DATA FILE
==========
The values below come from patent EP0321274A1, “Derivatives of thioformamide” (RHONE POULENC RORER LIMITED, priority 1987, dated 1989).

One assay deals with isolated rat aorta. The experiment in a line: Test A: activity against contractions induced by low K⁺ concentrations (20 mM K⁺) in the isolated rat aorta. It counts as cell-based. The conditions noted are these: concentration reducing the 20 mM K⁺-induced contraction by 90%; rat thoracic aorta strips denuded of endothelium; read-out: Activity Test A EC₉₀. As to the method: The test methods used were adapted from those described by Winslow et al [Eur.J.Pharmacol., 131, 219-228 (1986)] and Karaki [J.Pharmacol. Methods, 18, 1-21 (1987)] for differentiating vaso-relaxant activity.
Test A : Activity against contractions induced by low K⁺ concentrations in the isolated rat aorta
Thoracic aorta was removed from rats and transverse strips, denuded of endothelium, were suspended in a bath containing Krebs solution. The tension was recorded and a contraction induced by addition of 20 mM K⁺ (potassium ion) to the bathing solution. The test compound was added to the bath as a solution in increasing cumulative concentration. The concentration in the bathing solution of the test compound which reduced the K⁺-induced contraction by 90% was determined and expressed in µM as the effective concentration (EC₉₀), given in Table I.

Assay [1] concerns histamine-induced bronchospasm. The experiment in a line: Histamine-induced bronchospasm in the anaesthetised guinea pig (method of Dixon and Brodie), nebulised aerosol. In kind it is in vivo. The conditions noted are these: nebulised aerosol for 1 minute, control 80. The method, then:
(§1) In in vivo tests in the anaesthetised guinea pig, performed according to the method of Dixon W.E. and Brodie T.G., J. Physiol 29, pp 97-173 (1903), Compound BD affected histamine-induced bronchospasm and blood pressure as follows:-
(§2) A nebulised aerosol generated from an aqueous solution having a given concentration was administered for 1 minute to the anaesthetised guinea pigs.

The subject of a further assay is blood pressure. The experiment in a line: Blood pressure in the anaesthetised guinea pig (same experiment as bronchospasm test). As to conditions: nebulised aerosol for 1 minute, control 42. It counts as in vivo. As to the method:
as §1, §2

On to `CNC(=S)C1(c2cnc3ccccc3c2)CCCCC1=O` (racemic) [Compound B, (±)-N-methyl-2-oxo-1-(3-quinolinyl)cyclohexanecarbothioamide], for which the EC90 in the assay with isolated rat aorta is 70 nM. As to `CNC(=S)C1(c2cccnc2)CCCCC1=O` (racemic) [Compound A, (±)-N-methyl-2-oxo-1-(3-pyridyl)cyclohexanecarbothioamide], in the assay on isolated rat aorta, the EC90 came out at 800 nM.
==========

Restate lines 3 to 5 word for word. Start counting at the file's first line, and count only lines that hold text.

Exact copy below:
Test A : Activity against contractions induced by low K⁺ concentrations in the isolated rat aorta
Thoracic aorta was removed from rats and transverse strips, denuded of endothelium, were suspended in a bath containing Krebs solution. The tension was recorded and a contraction induced by addition of 20 mM K⁺ (potassium ion) to the bathing solution. The test compound was added to the bath as a solution in increasing cumulative concentration. The concentration in the bathing solution of the test compound which reduced the K⁺-induced contraction by 90% was determined and expressed in µM as the effective concentration (EC₉₀), given in Table I.

Assay [1] concerns histamine-induced bronchospasm. The experiment in a line: Histamine-induced bronchospasm in the anaesthetised guinea pig (method of Dixon and Brodie), nebulised aerosol. In kind it is in vivo. The conditions noted are these: nebulised aerosol for 1 minute, control 80. The method, then: